A Singapore-style hawker centre has opened in New York for the first time, bringing flavors from the Southeast Asian island’s mix of Malay, Chinese, Indian and other cultures to an American food court.
Urban Hawker, in midtown Manhattan, features 17 vendors handpicked by the food hall’s curator, KF Seetoh, with 11 coming directly from hawker centers in Singapore.
Each stall specializes in a well-known dish such as chili crab, oyster omelettes, Hainanese chicken rice or nasi lemak, a fragrant rice dish.
“I came across Singaporeans who had been living in the United States in New York for like 20, 30, 35 years, and they still miss Singapore food,” said Seetoh.
“Street food in Singapore is not something you burn or deep fry. It’s fairly complex. They take six hours just to prepare a meal to get it ready at 10 am or 11 am.”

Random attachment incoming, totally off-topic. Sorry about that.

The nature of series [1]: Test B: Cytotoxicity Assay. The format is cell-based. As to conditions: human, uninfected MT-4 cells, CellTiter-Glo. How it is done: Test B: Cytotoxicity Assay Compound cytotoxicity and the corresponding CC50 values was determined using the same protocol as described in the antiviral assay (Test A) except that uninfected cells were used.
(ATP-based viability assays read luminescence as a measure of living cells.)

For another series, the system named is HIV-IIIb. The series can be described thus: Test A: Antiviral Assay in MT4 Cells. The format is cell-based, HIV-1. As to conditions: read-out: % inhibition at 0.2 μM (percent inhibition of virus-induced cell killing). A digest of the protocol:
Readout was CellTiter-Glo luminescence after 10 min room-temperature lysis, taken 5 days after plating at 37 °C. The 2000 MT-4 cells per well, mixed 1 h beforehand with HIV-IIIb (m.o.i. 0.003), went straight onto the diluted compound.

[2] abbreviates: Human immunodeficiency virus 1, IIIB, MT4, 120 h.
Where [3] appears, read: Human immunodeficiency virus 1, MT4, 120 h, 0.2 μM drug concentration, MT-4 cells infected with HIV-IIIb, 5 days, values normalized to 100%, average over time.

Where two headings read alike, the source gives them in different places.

The idea for the food hall was born when Seetoh met late US celebrity chef Anthony Bourdain in 2013 in Singapore at a street food event. Bourdain was enthusiastic about the idea of a New York hawker market.
Seetoh later approached Eldon Scott, president of Urbanspace, a property manager who curates immersive public markets, who quickly agreed.
“The amazing thing about him saying yes was that he’s never been to Singapore,” Seetoh said.
Seetoh hopes that this hawker centre will be the first of many in the country.
“It’s just like exporting grandmother’s deliciousness, the food that I grew up with,” he said.
“Food was good but something was missing without plastic plates, cutlery, and sweltering heat,” said Magdalene Sim, a Singaporean, on social media. “The queues were the same though.”